Opeth - My Arms, Your Hearse
INTRODUCTION TO MY ARMS, YOUR HEARSE
Opeths’ third album was different from Orchid and Morningrise in three obvious ways; songs were a bit shorter; Morningrise had extravagant songs like Black Rose Immortal, a whopping 20 minutes, while the longest song on MAYH is a little under 10 minutes. This was their first concept album (I’ll get to that soon), and this album is heavier and darker than anything they’ve done before, using Drop D on most songs and a heavier, thicker atmosphere on which the insturments and production both contributed. Now, for the concept...
So the story begins when the character, who is now a ghost, is at his own funeral, watching his lover (Prologue
), chossing to stay behind rather than go 'beyond'. At the second song, April Ethereal
, he confronts his lover for the first time, but as she only sees white mist for a second rather than seeing him as himself, ("Embodied in faint vapour"), he decides to wait in a forest and endure, waiting for another oppurtunity and dwelling on his backfired plan ("I will endure, hide away, I would outrun the scythe, glaring with failure") . On When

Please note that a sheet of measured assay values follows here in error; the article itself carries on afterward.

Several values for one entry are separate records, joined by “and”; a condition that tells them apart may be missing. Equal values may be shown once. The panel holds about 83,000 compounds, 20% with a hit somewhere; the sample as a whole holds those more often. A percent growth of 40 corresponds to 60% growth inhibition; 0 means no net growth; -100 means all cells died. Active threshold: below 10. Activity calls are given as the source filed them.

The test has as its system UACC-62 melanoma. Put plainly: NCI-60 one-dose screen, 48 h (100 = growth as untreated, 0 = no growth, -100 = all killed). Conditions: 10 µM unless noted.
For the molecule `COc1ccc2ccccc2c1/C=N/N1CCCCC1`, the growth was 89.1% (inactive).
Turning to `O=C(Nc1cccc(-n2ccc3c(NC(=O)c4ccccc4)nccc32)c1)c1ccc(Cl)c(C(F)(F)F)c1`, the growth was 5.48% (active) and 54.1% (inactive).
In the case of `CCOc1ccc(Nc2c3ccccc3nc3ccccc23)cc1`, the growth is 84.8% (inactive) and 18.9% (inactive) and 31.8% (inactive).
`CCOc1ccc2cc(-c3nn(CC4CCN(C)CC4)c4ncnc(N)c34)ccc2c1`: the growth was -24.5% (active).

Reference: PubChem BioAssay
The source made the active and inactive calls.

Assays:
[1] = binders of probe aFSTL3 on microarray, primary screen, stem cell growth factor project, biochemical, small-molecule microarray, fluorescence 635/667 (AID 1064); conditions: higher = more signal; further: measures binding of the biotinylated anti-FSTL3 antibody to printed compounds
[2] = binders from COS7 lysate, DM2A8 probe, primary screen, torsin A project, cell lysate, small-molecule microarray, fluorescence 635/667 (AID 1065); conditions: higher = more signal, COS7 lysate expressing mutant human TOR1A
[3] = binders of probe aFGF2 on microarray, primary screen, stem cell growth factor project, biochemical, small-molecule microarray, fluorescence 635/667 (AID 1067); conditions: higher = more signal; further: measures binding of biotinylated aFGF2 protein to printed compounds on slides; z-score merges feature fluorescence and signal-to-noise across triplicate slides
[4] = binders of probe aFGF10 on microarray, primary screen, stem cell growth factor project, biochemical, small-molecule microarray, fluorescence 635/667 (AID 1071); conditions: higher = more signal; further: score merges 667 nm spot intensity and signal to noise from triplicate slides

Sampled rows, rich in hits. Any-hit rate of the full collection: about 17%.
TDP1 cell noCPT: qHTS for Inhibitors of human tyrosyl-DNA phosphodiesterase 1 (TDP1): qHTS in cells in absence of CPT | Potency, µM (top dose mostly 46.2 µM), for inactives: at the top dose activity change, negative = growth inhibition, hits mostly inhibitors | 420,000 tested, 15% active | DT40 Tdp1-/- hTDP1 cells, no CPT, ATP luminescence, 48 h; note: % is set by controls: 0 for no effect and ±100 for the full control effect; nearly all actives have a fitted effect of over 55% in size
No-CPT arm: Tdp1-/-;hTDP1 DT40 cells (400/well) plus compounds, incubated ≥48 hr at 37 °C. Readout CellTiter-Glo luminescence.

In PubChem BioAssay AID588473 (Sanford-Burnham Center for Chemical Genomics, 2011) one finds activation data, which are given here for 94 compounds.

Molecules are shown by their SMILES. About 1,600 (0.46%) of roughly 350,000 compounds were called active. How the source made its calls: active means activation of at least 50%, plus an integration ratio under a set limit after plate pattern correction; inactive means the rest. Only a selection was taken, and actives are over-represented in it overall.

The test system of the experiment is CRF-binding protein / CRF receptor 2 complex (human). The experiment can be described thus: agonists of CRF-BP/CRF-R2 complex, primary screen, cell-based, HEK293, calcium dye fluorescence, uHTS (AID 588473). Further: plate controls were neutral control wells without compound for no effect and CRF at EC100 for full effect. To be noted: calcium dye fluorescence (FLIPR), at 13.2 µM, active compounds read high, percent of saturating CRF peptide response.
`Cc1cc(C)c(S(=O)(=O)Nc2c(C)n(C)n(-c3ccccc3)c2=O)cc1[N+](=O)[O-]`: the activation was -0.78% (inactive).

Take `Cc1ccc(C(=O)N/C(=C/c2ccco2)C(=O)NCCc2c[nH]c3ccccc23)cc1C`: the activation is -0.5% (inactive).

, the ghost tries again, but only to see his lover with another man, and happier too ("And I cried, I knew she had lied"). So the haunter leaves, with a feeling of utmost despair and fear. Madrigal
rolls around, and we find the character self loathing, wishing how he could have her back, as he thought they were both in love...and thats when the plan is concieved; I must force her to love me.